Independent review of Talam debt recovery exercise – Q & A | Selangor Times
Thursday
17·04·2014
Issue 118

 

Selangor
Independent review of Talam debt recovery exercise – Q & A

Published: Fri, 07 Sep 2012

1. Did the Selangor government bail Talam Corporation out for RM1 billion?

This is not a bailout. The State government had merely recovered debts owed to it by Talam Corporation (Talam). We are unable to comment on how the RM1 billion is derived as the amount is neither in the records of the state nor in the agreements with Talam.

2. If it was not a bailout, what was the exercise conducted by the Selangor government with regards to the Talam debts?

The state government carried out a debt settlement exercise. A debt settlement can be in the form of cash and/or assets. In this instance, assets were used as the mode of settlement. The exercise that was carried out was to recover assets from Talam through a settlement agreement for the debt owed.

3. What is the difference between a bailout and debt settlement/recovery?

Bailout constitutes acts of giving financial assistance to a failing business to save it from collapse. The provision of “financial assistance” is defined in Bursa Malaysia’s requirement as:

a) Lend or advance any money; or

b) Guarantee, indemnify or provide collateral for a debt.

In this case, the state did not provide any of the above to Talam and hence this is not a bailout. Debt recovery is, literally, claiming debts from your debtor of what is rightfully yours.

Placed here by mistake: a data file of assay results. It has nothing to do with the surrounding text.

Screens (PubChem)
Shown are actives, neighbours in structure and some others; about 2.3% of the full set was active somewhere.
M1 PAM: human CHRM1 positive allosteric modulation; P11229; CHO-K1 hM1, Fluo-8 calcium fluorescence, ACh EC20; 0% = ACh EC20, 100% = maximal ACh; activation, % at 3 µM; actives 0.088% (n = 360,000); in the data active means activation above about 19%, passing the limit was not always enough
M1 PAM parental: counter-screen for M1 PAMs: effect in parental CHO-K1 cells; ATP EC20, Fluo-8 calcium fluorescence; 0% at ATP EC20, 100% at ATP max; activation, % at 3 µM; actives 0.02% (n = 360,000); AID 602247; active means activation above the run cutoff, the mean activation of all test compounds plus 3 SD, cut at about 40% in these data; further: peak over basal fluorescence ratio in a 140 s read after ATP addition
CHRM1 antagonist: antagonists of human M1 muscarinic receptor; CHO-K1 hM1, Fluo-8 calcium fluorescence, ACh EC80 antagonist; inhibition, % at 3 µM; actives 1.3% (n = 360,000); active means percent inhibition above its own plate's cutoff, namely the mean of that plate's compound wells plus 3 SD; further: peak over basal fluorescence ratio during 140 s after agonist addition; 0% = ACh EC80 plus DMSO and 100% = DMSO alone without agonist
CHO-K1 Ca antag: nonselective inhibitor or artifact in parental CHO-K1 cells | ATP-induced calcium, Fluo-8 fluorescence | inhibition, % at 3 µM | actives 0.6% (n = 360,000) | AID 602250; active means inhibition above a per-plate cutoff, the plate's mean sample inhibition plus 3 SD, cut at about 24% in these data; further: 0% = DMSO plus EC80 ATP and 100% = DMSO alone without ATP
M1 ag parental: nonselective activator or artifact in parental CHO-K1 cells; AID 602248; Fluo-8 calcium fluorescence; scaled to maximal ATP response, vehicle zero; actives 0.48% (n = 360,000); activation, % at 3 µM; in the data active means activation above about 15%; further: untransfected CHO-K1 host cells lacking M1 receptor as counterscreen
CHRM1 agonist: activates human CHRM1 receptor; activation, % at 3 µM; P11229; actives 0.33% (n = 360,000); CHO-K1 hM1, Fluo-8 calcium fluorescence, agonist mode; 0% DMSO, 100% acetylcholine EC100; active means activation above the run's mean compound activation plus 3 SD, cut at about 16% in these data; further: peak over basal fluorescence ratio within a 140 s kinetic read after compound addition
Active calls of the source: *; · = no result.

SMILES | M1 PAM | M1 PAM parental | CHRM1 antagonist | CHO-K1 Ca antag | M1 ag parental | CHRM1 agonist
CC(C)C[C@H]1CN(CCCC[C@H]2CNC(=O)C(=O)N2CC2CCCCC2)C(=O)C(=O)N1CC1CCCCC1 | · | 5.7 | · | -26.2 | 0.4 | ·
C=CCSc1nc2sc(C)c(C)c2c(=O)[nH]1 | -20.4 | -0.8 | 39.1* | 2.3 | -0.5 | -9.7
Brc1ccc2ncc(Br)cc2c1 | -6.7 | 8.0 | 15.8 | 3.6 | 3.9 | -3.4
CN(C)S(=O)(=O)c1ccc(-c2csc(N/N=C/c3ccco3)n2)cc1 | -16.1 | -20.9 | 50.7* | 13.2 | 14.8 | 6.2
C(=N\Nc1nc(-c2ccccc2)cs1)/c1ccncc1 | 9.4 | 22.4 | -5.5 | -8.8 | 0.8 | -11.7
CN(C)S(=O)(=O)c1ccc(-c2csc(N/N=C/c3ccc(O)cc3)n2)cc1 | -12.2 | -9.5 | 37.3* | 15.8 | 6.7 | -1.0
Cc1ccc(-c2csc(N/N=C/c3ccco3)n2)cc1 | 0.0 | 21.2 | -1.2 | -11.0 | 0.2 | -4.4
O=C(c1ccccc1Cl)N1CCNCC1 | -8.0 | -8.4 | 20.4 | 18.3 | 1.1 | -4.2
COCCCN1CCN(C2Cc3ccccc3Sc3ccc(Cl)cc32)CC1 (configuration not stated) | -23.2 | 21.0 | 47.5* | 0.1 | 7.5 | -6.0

In this case, the arrangement between Talam and the state government is a debt recovery situation where a group settlement agreement (GSA) was signed. The agreement allowed the state to “take” Talam’s assets so that these assets can be sold for the state to recover its money.

4. When and how did Talam incur the debt?

The Talam debts – which amount to RM392 million – initially arose from dealings with state subsidiaries as below:

– Joint Venture Agreements between Permodalan Negeri Selangor Berhad (PNSB) of RM28.3million and Kumpulan Hartanah Sdn Bhd (KHSB) of RM115.1million;

– A privatisation agreement for the construction of Universiti Industri Selangor (Unisel) campus between the state government and Talam in 2001 of RM248.7 million.

5. Did the Selangor government recover all the debts owed by Talam?

Yes. All RM392 million has been recovered in the form of assets settlement.

6. How did the State government recover the debts?

The outstanding debts of RM392million from Talam to the state were recognised by both parties through a GSA between Talam and Menteri Besar Incorporated (MBI) dated March 12, 2010, and supplemental agreement dated April 9, 2010.

These debts were to be settled through transfer of lands/ properties from Talam to MBI.

A total of 14 assets were transferred consisting as the below:

– Nine plots of land and two properties amounting to RM671 million (with RM275 million encumbrances);
– cash repayment by Talam of RM5 million;
– debt transfer of RM7.7 million;
– equity transfer of RM4.2 million

7. Did the debt recovery exercise compromise the state government’s interest at any time?

No, the exercise did not compromise the state government’s interest as the exercise did not involve any cash. It was merely a debt settlement arrangement where Talam also undertakes that the state government will recover its RM392 million in full.

8. Was there any attempt by the state government to recover the debts from Talam before 2009?